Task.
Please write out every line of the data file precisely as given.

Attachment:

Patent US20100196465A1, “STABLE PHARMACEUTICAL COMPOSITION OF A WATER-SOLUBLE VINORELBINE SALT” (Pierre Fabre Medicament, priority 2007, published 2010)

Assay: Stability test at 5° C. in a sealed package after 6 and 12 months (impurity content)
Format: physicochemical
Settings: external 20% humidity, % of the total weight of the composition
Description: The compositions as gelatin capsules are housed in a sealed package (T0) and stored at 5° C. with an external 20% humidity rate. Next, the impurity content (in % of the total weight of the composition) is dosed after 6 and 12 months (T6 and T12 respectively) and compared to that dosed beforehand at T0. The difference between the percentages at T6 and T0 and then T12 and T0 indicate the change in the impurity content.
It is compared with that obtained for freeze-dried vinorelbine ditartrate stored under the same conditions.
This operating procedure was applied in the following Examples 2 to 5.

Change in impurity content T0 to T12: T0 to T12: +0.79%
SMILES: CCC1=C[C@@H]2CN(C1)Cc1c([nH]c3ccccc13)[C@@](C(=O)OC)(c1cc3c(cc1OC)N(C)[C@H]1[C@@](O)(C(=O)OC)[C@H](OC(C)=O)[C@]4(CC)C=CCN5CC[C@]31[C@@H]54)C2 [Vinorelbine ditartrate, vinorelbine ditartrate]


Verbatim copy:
Patent US20100196465A1, “STABLE PHARMACEUTICAL COMPOSITION OF A WATER-SOLUBLE VINORELBINE SALT” (Pierre Fabre Medicament, priority 2007, published 2010)

Assay: Stability test at 5° C. in a sealed package after 6 and 12 months (impurity content)
Format: physicochemical
Settings: external 20% humidity, % of the total weight of the composition
Description: The compositions as gelatin capsules are housed in a sealed package (T0) and stored at 5° C. with an external 20% humidity rate. Next, the impurity content (in % of the total weight of the composition) is dosed after 6 and 12 months (T6 and T12 respectively) and compared to that dosed beforehand at T0. The difference between the percentages at T6 and T0 and then T12 and T0 indicate the change in the impurity content.
It is compared with that obtained for freeze-dried vinorelbine ditartrate stored under the same conditions.
This operating procedure was applied in the following Examples 2 to 5.

Change in impurity content T0 to T12: T0 to T12: +0.79%
SMILES: CCC1=C[C@@H]2CN(C1)Cc1c([nH]c3ccccc13)[C@@](C(=O)OC)(c1cc3c(cc1OC)N(C)[C@H]1[C@@](O)(C(=O)OC)[C@H](OC(C)=O)[C@]4(CC)C=CCN5CC[C@]31[C@@H]54)C2 [Vinorelbine ditartrate, vinorelbine ditartrate]